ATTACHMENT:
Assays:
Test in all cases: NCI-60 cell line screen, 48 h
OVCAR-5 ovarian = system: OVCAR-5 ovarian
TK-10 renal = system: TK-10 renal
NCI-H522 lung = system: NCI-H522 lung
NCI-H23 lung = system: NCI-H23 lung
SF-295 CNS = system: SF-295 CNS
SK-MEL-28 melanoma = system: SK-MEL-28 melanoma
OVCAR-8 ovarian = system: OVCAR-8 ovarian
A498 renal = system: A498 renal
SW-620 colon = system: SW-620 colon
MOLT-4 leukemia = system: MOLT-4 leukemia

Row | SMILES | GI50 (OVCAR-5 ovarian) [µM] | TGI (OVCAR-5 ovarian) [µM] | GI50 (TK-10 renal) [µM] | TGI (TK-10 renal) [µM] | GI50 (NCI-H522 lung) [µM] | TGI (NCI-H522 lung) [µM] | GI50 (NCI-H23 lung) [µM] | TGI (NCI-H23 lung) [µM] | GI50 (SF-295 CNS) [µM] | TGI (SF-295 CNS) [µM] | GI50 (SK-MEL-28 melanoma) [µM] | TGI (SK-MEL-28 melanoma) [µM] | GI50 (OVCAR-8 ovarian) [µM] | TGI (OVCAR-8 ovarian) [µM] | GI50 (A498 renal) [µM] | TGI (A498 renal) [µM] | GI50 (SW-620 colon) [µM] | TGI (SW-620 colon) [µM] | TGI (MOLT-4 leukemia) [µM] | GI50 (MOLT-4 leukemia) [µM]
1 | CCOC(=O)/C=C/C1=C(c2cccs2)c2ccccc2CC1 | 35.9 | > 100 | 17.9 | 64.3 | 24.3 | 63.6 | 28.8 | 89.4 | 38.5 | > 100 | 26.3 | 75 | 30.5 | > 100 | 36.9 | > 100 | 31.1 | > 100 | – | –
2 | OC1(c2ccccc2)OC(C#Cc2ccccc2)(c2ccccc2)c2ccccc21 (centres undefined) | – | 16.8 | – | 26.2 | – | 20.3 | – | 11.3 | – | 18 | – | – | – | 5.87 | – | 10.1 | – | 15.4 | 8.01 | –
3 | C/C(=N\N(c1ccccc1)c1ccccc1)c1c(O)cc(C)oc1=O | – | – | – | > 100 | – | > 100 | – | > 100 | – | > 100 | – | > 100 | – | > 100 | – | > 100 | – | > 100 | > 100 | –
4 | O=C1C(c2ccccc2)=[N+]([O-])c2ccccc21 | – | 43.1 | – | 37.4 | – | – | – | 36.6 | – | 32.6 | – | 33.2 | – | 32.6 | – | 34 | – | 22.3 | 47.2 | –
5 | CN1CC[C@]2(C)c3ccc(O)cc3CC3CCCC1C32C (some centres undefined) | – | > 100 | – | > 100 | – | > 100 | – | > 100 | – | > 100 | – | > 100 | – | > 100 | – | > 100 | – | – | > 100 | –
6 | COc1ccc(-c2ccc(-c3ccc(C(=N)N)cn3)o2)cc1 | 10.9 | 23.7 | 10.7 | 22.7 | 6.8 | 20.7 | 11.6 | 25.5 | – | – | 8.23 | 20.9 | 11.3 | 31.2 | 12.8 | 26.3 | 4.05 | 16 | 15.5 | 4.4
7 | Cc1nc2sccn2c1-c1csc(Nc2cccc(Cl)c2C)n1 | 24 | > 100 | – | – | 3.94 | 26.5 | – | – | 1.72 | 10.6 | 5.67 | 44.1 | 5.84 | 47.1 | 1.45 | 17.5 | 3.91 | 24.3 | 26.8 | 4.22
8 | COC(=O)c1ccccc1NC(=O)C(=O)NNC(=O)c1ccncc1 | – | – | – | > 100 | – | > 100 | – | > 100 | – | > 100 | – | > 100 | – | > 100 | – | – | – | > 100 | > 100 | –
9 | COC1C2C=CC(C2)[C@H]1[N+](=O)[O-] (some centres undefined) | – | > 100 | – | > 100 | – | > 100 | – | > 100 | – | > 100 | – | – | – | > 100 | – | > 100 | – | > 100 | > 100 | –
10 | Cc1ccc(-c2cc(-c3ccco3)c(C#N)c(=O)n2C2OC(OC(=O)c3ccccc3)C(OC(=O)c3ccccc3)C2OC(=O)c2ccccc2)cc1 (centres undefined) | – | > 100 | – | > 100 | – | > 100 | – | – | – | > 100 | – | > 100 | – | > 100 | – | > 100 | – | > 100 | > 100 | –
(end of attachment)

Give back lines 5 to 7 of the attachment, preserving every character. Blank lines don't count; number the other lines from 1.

NCI-H522 lung = system: NCI-H522 lung
NCI-H23 lung = system: NCI-H23 lung
SF-295 CNS = system: SF-295 CNS